RALEIGH, N.C. (AP) — A journalist has settled a lawsuit arguing she was treated unfairly when she lost her job at a North Carolina newspaper amid a plagiarism investigation.
Former News & Observer reporter Anne Blythe reached a settlement with the paper’s former top editor, according to a statement issued Thursday by Blythe’s lawyer. The terms were not disclosed. Blythe had settled in 2021 with the newspaper and its parent company.
The newspaper’s then-Executive Editor Robyn Tomlin wrote a note to readers in 2018 saying that the newspaper had found instances of Blythe using material from other outlets without properly attributing the information.
Blythe’s lawyer said at the time that the newspaper didn’t give her an adequate chance to respond to the allegations. The lawsuit filed in 2019 disputed the contents of the note to readers and argued that it defamed her and prevented her from earning a living as a journalist.
“Anne Blythe filed suit in July 2019 against The News & Observer and its then-editor Robyn Tomlin to defend herself against accusations of plagiarism that cost Anne her job as a writer at The N&O in 2018 after nearly 30 years with the paper and related publications,” Blythe’s lawyer James Hash said in a statement, adding: “Anne is grateful for the support she received from colleagues over the past four years and is pleased to continue her work in the journalism profession she loves.”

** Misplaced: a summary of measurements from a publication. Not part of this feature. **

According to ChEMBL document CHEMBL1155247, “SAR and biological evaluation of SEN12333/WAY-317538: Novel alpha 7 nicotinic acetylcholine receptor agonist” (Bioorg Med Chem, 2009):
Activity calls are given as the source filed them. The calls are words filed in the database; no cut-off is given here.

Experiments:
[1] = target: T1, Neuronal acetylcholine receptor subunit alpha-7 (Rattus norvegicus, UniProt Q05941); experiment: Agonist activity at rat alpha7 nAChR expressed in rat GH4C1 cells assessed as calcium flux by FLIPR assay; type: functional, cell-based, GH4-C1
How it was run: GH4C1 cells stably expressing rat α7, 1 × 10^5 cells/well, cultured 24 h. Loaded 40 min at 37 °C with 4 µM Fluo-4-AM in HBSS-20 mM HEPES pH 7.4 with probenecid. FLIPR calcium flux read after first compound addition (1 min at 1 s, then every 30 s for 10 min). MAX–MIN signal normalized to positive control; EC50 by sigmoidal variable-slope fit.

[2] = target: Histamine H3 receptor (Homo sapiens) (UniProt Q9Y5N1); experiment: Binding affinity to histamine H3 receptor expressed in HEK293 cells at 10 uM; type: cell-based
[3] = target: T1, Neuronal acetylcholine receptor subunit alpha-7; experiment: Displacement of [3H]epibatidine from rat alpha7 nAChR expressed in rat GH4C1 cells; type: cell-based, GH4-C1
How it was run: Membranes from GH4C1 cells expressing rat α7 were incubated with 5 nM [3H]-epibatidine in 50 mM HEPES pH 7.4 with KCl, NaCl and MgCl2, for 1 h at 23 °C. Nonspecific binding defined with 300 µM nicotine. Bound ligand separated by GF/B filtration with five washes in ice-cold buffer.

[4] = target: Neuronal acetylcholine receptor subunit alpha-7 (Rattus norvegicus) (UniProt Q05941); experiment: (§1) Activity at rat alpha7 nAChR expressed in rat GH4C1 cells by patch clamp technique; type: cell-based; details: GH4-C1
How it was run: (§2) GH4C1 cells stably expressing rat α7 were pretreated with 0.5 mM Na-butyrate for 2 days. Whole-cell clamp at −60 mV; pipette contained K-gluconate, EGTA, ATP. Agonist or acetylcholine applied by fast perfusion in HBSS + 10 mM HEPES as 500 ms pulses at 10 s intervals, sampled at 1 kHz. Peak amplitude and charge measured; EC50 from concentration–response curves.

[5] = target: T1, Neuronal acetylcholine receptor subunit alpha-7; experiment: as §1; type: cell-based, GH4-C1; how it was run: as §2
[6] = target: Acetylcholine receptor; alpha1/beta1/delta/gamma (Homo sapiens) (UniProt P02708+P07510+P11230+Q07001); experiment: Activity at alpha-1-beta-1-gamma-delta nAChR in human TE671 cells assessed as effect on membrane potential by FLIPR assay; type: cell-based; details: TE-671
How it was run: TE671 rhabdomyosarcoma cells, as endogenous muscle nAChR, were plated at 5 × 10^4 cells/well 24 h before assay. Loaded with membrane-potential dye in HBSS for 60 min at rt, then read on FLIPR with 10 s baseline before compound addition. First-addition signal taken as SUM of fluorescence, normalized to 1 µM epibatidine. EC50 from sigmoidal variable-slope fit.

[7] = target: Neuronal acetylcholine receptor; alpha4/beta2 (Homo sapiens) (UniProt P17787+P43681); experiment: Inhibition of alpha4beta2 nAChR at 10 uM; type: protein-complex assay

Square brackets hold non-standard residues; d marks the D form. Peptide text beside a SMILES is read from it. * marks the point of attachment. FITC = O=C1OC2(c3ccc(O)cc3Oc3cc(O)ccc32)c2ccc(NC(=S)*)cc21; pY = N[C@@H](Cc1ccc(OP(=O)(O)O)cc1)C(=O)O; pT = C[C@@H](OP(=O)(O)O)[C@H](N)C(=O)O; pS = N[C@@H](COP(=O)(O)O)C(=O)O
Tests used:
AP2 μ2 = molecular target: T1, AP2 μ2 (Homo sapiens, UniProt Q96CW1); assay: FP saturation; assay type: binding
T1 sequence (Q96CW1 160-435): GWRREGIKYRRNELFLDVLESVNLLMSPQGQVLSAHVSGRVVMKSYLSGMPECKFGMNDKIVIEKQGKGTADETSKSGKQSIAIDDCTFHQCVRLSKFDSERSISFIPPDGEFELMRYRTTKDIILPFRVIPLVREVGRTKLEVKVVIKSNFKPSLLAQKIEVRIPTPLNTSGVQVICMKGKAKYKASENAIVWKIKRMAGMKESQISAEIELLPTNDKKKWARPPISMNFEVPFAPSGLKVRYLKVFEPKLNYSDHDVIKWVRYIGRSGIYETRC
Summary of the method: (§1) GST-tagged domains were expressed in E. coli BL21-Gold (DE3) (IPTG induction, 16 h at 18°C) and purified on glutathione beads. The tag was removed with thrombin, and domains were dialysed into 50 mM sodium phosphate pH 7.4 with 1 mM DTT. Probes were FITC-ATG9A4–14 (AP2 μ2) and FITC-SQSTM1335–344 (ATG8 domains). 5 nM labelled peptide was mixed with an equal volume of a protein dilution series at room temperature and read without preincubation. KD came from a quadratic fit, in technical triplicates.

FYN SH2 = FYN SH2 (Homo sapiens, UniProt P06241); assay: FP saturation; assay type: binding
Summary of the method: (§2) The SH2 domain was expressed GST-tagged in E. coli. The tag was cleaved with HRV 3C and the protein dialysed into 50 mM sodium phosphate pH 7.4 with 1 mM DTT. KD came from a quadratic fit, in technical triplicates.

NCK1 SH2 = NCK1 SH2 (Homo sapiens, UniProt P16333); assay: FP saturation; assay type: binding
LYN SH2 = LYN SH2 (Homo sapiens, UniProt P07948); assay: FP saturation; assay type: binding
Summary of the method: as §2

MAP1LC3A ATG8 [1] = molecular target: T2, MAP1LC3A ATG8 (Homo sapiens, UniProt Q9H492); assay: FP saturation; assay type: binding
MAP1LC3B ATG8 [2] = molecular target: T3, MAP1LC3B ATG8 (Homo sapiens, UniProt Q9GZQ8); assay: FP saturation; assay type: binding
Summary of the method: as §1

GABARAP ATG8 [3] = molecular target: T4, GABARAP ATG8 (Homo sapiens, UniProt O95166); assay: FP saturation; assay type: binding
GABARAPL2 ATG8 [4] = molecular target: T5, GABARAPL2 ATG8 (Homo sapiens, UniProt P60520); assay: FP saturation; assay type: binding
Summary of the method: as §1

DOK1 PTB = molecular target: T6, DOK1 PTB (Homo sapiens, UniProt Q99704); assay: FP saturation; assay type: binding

The News & Observer has updated the online version of that note to readers saying that the lawsuit disputed its contents, but that the newspaper stands by its the accuracy of its findings.
Tomlin, now vice president for local news at the newspaper’s parent company McClatchy, issued a statement to the newspaper saying: “While we continue to stand behind the decisions made and what was published, I’m glad we can put this dispute behind us and move on.”
Copyright © 2022 The Associated Press. All rights reserved. This material may not be published, broadcast, written or redistributed.